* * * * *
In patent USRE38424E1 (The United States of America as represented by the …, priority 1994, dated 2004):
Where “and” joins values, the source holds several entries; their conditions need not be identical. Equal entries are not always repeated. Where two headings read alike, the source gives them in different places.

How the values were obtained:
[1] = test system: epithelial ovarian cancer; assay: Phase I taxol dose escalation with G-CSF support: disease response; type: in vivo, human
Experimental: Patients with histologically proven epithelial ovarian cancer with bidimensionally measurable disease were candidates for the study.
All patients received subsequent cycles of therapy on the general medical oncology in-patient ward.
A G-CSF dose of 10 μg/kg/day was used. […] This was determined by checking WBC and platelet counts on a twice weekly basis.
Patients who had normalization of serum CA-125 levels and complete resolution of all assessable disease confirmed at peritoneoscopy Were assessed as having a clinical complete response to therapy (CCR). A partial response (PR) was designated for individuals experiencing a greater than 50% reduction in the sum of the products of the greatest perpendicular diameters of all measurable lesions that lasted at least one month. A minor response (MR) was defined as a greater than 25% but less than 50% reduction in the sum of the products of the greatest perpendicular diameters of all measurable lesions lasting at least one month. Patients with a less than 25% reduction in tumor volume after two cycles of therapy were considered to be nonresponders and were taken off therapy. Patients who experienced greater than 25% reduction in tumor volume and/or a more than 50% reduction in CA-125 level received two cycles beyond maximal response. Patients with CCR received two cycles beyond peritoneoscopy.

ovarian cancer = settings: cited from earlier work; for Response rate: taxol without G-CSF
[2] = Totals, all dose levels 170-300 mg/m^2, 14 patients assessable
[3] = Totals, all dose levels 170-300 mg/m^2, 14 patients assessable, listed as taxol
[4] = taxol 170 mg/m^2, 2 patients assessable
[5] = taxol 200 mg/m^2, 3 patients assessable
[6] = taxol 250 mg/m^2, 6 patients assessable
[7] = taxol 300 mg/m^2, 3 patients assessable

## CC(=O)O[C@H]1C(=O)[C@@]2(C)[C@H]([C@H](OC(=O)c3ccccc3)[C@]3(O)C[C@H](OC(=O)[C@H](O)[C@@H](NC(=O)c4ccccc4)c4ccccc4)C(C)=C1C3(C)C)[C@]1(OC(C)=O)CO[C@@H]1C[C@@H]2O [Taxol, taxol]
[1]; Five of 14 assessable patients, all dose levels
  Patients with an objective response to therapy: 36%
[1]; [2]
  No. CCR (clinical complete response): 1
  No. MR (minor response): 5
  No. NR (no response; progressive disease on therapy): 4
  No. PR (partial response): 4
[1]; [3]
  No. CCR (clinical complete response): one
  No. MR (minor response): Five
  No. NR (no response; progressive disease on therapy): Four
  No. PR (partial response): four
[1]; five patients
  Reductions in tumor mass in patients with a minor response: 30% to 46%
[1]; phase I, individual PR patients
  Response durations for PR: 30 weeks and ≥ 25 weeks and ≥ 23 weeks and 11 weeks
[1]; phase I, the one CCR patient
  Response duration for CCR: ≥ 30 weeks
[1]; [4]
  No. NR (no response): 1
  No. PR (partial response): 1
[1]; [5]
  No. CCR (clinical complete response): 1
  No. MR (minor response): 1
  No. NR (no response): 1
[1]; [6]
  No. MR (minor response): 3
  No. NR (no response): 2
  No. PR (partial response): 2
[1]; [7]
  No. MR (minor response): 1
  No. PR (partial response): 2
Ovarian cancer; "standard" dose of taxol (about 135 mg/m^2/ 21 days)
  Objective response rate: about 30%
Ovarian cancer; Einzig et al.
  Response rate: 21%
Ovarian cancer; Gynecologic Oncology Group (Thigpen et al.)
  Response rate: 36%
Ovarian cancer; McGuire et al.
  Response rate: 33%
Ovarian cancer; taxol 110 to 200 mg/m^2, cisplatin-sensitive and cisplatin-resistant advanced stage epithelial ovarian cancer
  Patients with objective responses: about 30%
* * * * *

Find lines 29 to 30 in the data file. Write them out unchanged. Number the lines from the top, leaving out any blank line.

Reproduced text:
[1]; five patients
  Reductions in tumor mass in patients with a minor response: 30% to 46%